International Judicial Monitor
Published by the International Judicial Academy, Washington, D.C., with assistance from the
American Society of International Law

Fall 2016/Winter 2017 Issue


Peace and Judicial Systems Amid the Fourth Industrial Age

Bradford C. BrownBy: Bradford C. Brown, Senior Advisor, Center for Judicial Informatics Science And Technology of the Mitre Corporation

The Fourth Industrial Age is evolving quickly, with research and development spreading all over the world and estimated at $1.9 trillion. The Internet of Things will add all kinds of products to the network. Yet in the end, the protection of people, assets, property and data will always matter. That protection falls to governments through law enforcement and judicial systems. It mattered in the era of steam engines, and it will matter in the era of cyber-physical systems. A global transformation—driven by technology—is coming. With it will come the need for a range of enforcement issues. The flow of data has a value, as does the fusion of technology, machines and human productivity. Those benefits will only follow where citizens and businesses feel protected and have a sound judicial system as a last resort.

Without a civil environment: investment will not flow, business will not start, and no government will be perceived as fair without the rule of law in place and without people’s access to justice. Is it any wonder then that some of the most corrupt countries in the world are also in the top 10 least peaceful countries in the world, according to Transparency International’s Corruption Perception Index[1] and Vision of Humanity’s Global Peace Index.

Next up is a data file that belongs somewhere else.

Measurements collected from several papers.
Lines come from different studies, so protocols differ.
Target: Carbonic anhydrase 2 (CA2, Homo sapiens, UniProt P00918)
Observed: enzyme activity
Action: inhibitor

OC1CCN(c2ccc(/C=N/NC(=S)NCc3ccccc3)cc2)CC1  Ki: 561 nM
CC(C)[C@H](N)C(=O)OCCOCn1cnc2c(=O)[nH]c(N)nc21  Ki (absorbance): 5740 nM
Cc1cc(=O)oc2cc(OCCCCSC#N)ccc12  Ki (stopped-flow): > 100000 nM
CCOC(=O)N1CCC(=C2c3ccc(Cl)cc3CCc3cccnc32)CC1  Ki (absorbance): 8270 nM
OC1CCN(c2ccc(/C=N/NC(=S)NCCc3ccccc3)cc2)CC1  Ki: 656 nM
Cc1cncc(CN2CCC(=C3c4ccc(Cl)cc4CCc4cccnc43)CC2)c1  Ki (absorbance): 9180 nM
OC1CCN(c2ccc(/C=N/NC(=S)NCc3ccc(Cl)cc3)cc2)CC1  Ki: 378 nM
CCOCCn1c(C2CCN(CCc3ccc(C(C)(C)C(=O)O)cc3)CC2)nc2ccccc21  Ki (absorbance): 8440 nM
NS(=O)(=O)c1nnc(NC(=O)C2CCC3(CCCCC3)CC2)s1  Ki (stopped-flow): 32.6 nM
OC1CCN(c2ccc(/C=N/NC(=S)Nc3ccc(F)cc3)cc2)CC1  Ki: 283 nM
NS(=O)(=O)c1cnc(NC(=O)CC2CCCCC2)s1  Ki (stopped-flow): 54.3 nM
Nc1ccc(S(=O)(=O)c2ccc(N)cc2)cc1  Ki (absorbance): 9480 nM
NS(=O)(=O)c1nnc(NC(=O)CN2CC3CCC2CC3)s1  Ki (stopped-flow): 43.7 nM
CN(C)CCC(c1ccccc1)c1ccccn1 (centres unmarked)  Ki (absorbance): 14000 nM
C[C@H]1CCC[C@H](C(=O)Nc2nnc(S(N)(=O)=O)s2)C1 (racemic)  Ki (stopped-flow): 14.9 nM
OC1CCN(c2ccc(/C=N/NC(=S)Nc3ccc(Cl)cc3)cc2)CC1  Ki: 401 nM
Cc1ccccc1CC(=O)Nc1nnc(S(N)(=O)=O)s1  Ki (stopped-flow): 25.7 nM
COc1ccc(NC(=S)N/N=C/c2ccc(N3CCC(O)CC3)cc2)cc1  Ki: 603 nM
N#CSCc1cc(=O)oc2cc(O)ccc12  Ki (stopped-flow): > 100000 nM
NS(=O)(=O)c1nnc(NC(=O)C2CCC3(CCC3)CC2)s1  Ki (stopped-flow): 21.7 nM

Global Peace Index: Corruption Perception Index
162 Syria 167 Somalia
161 Iraq 167 North Korea
160 Afghanistan 166 Afghanistan
159 South Sudan 165 Sudan
158  Central Africa Republic 163  South Sudan
157 Somalia   163 Angola
156 Sudan 162 Libya
155 Democratic Republic of Congo  161 Iraq
154 Pakistan 158  Venezuela
152 North Korea 158 Guinea-Bissau
152 Russia  158 Haiti

Historically, these countries have struggled with internal and external conflict, political instability, lack of credibility, aggressive military posturing, a lack of transparency, corruption, and weak governmental and judicial systems. Some, like South Sudan, which became the 193rd member of the United Nations in 2011, are trying to reform and provide for judicial independence as best they can. Others, like North Korea, have vague laws and a criminal justice system that Kay Seok, a researcher at Human Rights Watch, described as a “sham” in her August 2010 article “From a North Korean Hell to Home.”[2]

Establishing a visible and transparent judiciary is challenging if the government is perceived as weak, corrupt and opaque. If the laws are vague or replete with local customs, then the lack of consistent outcomes calls into question the fairness of the judicial system. Justice means that remedies are perceived as predictable, fair and even handed.